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Barring Clozapine, which is the most "beefy" antipsychotic?


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8 minutes ago, Simba Cub said:

The most often cited med is Olanzapine, although Quetiapine is the closest relative to Clozapine and Aripiprazole in many ways is the new boy on the street...

Would you consider typical APs?  Haldol, maybe?

Otherwise, for AAP's, I'd say you're right on Olanzapine with regard to wide spectrum usage.  Helps me with anxiety, depression, hypomania, agitation/anger, etc.  Just makes me too fat to use more than sparingly.

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From a combination of my experience and looking at affinity for 5-HT2A and D2 receptors...

For antipsychotic action: aripiprazole (Abilify), Saphris (asenapine), Rexulti (brexpiprazole), Vraylar (cariprazine), Latuda (lurasidone) (up to 160 mg), olanzapine (Zyprexa), paliperidone (Invega), high dose quetiapine (Seroquel/XR) (750-800 mg), risperidone (Risperdal), and high- to supratherapeutic-dose ziprasidone (Geodon) (60-80 mg 2x/day up to 160 mg 2x/day) (provided that adequate calories are consumed with each dose). Pretty much any of the typicals will be good for antipsychotic/agitation.

With quetiapine (Seroquel), you really have to get to the higher doses/max dose to get the antipsychotic effect (600 mg at minimum, should really be 750-800 mg for IR and 800 mg for XR).

For acute agitation: Saphris (asenapine), oral and intramuscular olanzapine (Zyprexa), low- to moderate-dose quetiapine (Seroquel) (probably 25-200 mg), risperidone (Risperdal), and intramuscular ziprasidone (Geodon)

For antidepressant effects: aripiprazole (Abilify), Saphris (asenapine) (possibly), low- to moderate-dose Rexulti (brexpiprazole) (0.5-2 mg) (for most people), low-dose Vraylar (cariprazine) (1.5-3 mg), Latuda (lurasidone) (up to 120 mg), olanzapine (Zyprexa), (paliperidone? (Invega)), mid- to mid-high dose quetiapine (Seroquel/XR) (300-600 mg), risperidone (Risperdal) (dose? probably low...), low- to moderate-dose ziprasidone (Geodon) (20-40 mg 2x/day)

Anxiety, I'm not sure about because I've never taken many antipsychotics for anxiety, but I will say that trifluoperazine (Stelazine) has been a life saver for me and anxiety, especially when paired with a benzo. Low- to moderate-dosed quetiapine (Seroquel) (25-200 mg) is supposed to be good for anxiety too, and as @Arj72 said, olanzapine (Zyprexa).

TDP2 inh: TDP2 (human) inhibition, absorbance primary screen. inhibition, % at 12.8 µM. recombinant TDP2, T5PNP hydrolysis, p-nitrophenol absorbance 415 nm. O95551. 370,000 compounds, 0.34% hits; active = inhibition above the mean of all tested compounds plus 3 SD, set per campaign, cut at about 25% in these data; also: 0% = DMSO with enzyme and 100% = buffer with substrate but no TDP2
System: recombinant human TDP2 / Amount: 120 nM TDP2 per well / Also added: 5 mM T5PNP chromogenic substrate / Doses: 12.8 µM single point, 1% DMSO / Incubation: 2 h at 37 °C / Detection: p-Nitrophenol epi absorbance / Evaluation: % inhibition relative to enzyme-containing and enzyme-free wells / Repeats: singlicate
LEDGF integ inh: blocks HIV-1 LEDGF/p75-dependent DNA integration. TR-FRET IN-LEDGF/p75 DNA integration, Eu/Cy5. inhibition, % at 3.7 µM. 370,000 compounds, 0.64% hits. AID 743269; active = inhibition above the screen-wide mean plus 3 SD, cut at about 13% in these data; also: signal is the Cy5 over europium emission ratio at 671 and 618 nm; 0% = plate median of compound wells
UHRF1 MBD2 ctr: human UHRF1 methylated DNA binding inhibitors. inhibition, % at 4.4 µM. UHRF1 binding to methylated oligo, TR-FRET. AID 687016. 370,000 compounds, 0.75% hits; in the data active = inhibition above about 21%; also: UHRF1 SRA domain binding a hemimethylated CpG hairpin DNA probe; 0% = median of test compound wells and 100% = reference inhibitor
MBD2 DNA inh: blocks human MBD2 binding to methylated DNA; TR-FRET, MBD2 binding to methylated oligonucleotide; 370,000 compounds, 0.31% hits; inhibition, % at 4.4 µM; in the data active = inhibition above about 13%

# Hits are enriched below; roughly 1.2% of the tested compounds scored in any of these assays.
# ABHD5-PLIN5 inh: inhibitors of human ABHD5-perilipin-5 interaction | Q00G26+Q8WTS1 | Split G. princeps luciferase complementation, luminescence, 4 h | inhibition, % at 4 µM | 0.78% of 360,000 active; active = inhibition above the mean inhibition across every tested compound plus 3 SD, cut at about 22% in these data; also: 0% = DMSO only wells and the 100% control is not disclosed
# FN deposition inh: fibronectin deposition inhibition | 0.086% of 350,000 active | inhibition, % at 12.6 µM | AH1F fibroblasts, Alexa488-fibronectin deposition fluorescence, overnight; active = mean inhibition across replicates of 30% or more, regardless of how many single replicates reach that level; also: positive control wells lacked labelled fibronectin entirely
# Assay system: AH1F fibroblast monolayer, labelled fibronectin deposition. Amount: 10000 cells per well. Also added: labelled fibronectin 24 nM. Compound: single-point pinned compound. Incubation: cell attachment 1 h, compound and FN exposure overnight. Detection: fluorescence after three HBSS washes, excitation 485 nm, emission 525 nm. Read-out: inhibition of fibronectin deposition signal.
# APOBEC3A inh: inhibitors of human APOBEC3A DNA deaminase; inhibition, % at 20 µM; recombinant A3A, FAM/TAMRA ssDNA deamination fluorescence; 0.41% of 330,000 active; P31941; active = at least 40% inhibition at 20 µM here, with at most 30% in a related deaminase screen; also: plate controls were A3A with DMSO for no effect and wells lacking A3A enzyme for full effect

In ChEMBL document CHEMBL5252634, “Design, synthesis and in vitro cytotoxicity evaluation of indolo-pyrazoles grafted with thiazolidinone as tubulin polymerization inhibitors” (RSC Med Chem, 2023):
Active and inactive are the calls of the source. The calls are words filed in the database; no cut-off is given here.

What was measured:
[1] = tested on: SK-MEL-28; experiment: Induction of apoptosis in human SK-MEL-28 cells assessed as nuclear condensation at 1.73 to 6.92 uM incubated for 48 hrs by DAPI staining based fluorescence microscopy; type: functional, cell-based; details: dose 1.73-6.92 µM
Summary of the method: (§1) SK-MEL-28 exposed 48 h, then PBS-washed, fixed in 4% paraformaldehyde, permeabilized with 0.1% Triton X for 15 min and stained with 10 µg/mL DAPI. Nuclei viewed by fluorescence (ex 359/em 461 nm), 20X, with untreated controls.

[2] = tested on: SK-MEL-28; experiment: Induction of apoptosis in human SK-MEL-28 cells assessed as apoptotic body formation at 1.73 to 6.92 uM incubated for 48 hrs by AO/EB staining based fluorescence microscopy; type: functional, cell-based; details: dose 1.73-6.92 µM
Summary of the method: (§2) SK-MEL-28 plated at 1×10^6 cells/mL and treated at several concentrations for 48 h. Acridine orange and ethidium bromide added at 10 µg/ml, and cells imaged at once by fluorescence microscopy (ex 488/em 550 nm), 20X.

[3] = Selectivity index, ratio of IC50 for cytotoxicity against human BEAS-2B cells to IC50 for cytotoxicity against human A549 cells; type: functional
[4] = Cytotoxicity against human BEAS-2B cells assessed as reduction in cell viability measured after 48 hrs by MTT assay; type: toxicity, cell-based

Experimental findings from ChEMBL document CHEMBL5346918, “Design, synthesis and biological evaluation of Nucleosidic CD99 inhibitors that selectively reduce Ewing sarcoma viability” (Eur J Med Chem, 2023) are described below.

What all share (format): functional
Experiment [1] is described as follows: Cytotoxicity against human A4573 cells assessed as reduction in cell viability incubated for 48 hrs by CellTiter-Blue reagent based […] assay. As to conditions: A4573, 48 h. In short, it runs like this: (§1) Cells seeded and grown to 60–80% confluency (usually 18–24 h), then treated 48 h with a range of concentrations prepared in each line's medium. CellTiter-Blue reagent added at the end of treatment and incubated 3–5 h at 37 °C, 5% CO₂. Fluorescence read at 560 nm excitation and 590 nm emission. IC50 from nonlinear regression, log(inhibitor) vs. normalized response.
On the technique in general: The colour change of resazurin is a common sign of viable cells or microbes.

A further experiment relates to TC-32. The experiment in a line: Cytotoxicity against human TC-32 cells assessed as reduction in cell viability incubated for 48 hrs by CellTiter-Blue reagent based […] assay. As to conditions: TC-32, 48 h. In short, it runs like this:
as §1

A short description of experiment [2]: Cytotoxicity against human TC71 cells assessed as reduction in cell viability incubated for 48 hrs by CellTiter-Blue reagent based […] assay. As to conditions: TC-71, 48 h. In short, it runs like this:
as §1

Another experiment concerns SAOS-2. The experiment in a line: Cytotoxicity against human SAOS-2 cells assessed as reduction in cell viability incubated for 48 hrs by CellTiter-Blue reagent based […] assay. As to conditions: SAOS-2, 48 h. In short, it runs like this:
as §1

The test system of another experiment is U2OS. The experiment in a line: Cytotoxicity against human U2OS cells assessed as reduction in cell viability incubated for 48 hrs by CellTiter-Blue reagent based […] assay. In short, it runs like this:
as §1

To my understanding, drugs of last resort are Fanapt (iloperidone) (not sure why...) and, of course, clozapine (Clozaril). Those are the antipsychotics available in the US.

There may be some antipsychotics available where you live that I don't know about. I believe amisulpride is available where you live, as is sulpiride. They're sort of multi-modal like quetiapine insofar as low doses are good for depression and higher doses for psychosis. Also, flupenthixol is also another one that may be available where you live, and is multi-modal in this same fashion.

Edited by mikl_pls
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1 hour ago, mikl_pls said:

From a combination of my experience and looking at affinity for 5-HT2A and D2 receptors...

For antipsychotic action: aripiprazole (Abilify), Saphris (asenapine), Rexulti (brexpiprazole), Vraylar (cariprazine), Latuda (lurasidone) (up to 160 mg), olanzapine (Zyprexa), paliperidone (Invega), high dose quetiapine (Seroquel/XR) (750-800 mg), risperidone (Risperdal), and high- to supratherapeutic-dose ziprasidone (Geodon) (60-80 mg 2x/day up to 160 mg 2x/day) (provided that adequate calories are consumed with each dose). Pretty much any of the typicals will be good for antipsychotic/agitation.

With quetiapine (Seroquel), you really have to get to the higher doses/max dose to get the antipsychotic effect (600 mg at minimum, should really be 750-800 mg for IR and 800 mg for XR).

For acute agitation: Saphris (asenapine), oral and intramuscular olanzapine (Zyprexa), low- to moderate-dose quetiapine (Seroquel) (probably 25-200 mg), risperidone (Risperdal), and intramuscular ziprasidone (Geodon)